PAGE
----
Regan collapsed and died a few days later.

Now the living room in the family’s home is stuck in time, Christmas morning. Nothing in the home has been touched and the presents have not been opened.

Sad-sulk-sad-unhappy-smiley-emoticon-000474-facebookHindsight in situations like these is always 20/20. The Hacks say they believe they could have done more to help their daughter but they say the school should have done more too.

Melanie says she visited the school three times this semester to take up the issue with the school’s principal, but the threats and name calling continued. Regan’s home wasn’t even a safe haven for the 12-year-old because the bullying was also bad on social media.

But now the Hacks, and families of kids in similar situations, have rallied around the memory of Regan vowing to spread a message.

“My daughter doesn’t have a voice anymore, but this community is gonna make sure she does. And I’m damn sure gonna make sure she does,” says Bill Hacks.

If there’s anything positive to come out of Regan’s tragedy, Bill and Melanie say their daughter was an organ donor.

Watch the video and learn more here – Posted: Jan 01, 2015


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Mom on Suicide of Trans Teen Leelah Alcorn: ‘I Loved My Son’


The entire interview along with resources can be found here. As Anna Merlan said in her previous post, this could have been avoided. Parents whose children are coming out can and should reach out for support and resources from LGBT+ organizations.

qz0wkq4oqnioqkvdelneThe mother of Leelah Alcorn, an Ohio teen who committed suicide earlier this week has spoken out about her child’s death and she wants to make one thing clear: That she loved her son but that religiously she just couldn’t support his choices. That obviously included the fact that Leelah was her daughter.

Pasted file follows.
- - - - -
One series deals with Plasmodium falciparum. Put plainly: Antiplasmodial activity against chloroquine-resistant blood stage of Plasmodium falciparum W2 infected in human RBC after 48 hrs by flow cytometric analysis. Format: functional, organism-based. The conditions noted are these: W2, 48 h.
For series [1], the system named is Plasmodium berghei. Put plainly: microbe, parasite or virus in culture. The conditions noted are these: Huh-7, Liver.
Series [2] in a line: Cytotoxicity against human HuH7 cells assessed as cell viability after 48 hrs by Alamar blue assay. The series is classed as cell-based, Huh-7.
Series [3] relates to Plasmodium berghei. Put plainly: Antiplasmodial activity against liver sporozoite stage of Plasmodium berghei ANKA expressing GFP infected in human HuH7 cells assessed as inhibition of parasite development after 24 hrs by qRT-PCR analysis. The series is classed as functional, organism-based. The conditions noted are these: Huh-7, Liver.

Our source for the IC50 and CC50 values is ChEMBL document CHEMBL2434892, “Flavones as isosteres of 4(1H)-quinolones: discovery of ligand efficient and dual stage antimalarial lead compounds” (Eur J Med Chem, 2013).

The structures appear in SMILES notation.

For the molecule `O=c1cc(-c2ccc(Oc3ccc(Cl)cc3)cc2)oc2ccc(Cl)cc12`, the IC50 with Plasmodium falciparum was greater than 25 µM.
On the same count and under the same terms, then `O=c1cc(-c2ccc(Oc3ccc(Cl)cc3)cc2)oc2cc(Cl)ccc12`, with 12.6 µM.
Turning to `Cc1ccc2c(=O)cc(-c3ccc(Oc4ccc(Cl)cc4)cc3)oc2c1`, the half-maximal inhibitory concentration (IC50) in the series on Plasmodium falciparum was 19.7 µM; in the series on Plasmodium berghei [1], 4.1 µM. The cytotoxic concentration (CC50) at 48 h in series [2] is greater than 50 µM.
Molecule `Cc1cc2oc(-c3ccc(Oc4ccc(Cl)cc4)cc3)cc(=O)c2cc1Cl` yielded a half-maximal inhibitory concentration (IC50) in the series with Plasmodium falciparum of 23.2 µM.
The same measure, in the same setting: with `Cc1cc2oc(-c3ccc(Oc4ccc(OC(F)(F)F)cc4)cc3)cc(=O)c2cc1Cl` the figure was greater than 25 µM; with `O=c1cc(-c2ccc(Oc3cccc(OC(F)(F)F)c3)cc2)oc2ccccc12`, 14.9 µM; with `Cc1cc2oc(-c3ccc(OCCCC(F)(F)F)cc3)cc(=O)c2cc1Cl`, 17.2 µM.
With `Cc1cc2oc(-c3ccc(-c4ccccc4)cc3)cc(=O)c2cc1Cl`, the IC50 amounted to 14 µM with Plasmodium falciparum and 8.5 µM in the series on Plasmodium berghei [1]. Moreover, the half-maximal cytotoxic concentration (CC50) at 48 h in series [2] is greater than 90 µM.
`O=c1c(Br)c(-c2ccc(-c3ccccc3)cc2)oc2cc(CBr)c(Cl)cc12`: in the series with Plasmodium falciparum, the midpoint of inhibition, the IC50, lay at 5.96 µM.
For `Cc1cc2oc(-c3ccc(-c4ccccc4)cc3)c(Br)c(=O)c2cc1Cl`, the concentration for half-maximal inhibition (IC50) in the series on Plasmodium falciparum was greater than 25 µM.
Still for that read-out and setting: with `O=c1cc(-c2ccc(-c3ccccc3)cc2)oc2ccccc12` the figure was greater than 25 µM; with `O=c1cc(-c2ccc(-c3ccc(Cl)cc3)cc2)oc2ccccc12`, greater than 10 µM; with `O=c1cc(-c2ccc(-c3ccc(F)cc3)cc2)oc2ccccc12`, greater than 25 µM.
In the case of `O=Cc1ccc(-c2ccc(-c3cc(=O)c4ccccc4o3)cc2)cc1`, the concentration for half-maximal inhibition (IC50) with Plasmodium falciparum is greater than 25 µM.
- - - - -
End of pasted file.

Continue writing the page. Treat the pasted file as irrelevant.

Carla Alcorn knew that Leelah was transgender, but she says that the first time she read the name Leelah was in the suicide note (which can be read here) the teen left behind. She also claims that she told Leelah that she’d always love her, but couldn’t support her for religious reasons while denying the fact that she or anyone else in the family had anything to do with the suicide. No memorial service has been held because Carla Alcorn is afraid there might be protests.

clipart-love-you-girl-smiley-emoticon-256x256-ba77While protests are in order (not just for Leelah but for all trans teens who are not supported by their families and communities), it’s painful to read her mother’s words, not only because she’s still misgendering her daughter but because she honestly believes that she wasn’t at all a part of the equation that led to Leelah feeling such despair. Carla Alcron told CNN that she got Leelah therapy and medication. What she doesn’t seem to grasp (even after the note and the outcry) is that Leelah likely didn’t stop talking to her about being trans because it was only a symptom of depression but because she had felt betrayed and that her family had “turned their backs on her.” CNN points out that Leelah wrote that the therapy she received was not the therapy that she needed (it was allegedly religion-based) and that her parents refused to sign papers allowing her to begin the transition process. And Leelah’s parents were angry that the teen had come out as gay to friends at school.